Daily Archives: Aug 14, 2019

    OSLO (Reuters) – Norway’s nuclear safety authority is analyzing tiny amounts of radioactive iodine detected in the air in northern Norway in the days after a deadly explosion during a rocket engine test over the border in Russia.

    Russia’s state nuclear agency, Rosatom, said on Saturday that five people killed in the blast were its staff members, and the accident involved “isotope power sources”, giving no further details.

    Norway’s radiation and nuclear safety authority DSA said it had detected the radioactive iodine at its air filter station in Svanhovd, which is by the Russian border. A river separates the two countries.

    The samples were collected in the period Aug. 9-12, while the accident in the Arkhangelsk region of northern Russia occurred on Aug. 8, it said.

    “At present it is not possible to determine if the last iodine detection is linked to the accident in Arkhangelsk last week. DSA continues more frequent sampling and analysis,” DSA said.

    Such radiation measurements are not unusual in Norway, as its monitoring stations detect radioactive iodine about six to eight times a year and the source is usually unknown.

    Russia’s state weather service said on Tuesday that radiation levels in the city of Severodvinsk had spiked by up to 16 times last Thursday, while medics who treated victims of the accident have been sent to Moscow for a medical examination, the TASS news agency reported.

    Reporting by Lefteris Karagiannopoulos, Editing by Terje Solsvik and Alison Williams

      Mounting signs of a global economic slowdown hammered stocks and drove demand for sovereign bonds to such an extent that shorter-term yields rose above long rates in the U.S. for the first time since 2007.

      The S&P 500 sank more than 1% as the inverted gap in rates for two- and 10-year Treasuries flashed the strongest recession warning yet. European shares plunged after Germany’s economy contracted in the second quarter, adding to angst fueled by weak Chinese retail and industrial numbers. Oil retreated, gold rallied and the dollar held steady.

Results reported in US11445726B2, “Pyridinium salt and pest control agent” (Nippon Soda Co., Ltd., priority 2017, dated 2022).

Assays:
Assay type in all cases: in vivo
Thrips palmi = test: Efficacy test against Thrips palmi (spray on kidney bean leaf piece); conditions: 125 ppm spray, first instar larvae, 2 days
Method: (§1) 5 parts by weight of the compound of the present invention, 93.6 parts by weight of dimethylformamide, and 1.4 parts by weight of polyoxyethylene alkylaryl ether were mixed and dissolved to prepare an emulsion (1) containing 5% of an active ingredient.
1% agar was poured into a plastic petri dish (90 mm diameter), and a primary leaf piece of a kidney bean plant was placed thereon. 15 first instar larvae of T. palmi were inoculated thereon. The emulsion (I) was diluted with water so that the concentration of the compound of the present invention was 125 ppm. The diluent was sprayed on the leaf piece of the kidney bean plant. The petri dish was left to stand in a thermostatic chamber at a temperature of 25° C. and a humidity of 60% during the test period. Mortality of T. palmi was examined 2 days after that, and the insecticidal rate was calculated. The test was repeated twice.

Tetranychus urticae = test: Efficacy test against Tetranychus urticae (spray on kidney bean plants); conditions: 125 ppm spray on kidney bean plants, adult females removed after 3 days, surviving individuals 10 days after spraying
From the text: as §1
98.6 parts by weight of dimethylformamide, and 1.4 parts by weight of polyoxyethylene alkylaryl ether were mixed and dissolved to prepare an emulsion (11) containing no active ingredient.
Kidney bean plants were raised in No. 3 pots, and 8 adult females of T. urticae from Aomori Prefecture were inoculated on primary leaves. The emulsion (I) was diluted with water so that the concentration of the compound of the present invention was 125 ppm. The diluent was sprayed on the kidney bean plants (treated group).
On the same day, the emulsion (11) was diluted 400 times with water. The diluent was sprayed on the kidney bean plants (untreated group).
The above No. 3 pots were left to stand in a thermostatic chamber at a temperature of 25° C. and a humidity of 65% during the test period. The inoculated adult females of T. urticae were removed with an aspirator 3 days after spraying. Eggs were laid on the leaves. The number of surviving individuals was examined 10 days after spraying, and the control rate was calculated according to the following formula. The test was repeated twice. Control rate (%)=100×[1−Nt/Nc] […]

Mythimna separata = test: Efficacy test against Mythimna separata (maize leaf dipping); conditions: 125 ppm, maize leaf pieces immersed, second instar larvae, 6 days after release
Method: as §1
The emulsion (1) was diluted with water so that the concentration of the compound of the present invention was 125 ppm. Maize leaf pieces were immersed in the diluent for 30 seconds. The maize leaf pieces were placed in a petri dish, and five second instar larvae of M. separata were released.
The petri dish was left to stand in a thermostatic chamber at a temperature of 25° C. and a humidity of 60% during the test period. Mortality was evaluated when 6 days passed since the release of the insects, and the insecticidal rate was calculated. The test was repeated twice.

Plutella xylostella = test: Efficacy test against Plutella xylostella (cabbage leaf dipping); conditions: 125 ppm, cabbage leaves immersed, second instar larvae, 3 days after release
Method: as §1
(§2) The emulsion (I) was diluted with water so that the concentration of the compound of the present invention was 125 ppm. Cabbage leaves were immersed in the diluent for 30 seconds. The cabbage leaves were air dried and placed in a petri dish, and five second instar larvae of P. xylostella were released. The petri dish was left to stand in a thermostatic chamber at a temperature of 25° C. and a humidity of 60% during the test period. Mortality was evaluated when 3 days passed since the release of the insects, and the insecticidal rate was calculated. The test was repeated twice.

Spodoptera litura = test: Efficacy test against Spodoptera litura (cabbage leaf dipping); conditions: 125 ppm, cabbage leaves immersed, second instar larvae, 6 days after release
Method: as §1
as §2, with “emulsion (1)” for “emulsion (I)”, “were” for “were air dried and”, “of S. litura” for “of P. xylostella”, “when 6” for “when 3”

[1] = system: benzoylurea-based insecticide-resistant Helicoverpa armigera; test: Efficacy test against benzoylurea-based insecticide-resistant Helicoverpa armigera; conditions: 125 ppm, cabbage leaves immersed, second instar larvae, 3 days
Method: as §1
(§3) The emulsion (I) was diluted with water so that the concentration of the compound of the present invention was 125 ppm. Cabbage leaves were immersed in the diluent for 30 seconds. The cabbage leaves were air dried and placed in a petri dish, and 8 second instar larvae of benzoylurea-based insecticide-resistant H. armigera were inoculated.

The damage in American stocks was broad, with four stocks lower for every one that gained in the S&P 500. High-flying tech shares that paced yesterday’s rally amid easing trade tensions gave back all the advance. Banks led the drop as the inverted curve hits lending profits. Macy’s plunged to a nine-year low on weak results.

      The British yield curve also inverted for the first time since the financial crisis and the pound edged higher after inflation unexpectedly rose. Government bonds rallied across Europe, with the yield on benchmark bunds sliding to another record.

      The warning emanating from bond markets spooked investors already seeking shelter from the fraught geopolitical climate and the impact of the global trade war just a day after equities rallied on a tariff reprieve from President Donald Trump. While curve inversions normally precede economic downturns, they do not necessarily signal imminent doom.

      “This is not a positive sign for the market,” Jonathan Golub, chief U.S. equity strategist at Credit Suisse, said on Bloomberg TV. “The Fed is totally empowered to change this dynamic and the market is saying they have to.”

      Meanwhile, Hong Kong’s airport resumed normal operations after a chaotic night of protest in which demonstrators beat and detained two suspected infiltrators and Trump warned of Chinese troops massing on the border.

      Here are the main moves in markets:


      The S&P 500 Index dipped 1.4% as of 9:32 a.m. New York time.

      The Stoxx Europe 600 Index fell 1.5%.

      The U.K.’s FTSE 100 Index dropped 1.3%.

      Germany’s DAX Index sank 2%.



      The MSCI Emerging Market Index rose 0.2%.

      The MSCI Asia Pacific Index jumped 0.9%.

      The Bloomberg Dollar Spot Index fell 0.1%.

      The euro increased 0.2% to $1.1188.

      The British pound climbed 0.1% to $1.2073.

      The Japanese yen jumped 0.8% to 105.90 per dollar



      The yield on 10-year Treasuries sank 10 basis points to 1.60%.

      The yield on two-year Treasuries declined seven basis points to 1.60%.

      Britain’s 10-year yield fell three basis points to 0.465%.

      Germany’s 10-year yield declined three basis points to -0.64%.



      Gold rose 0.8% to $1,513.79 an ounce.

      West Texas Intermediate crude decreased 3.4% to $55.16 a barrel


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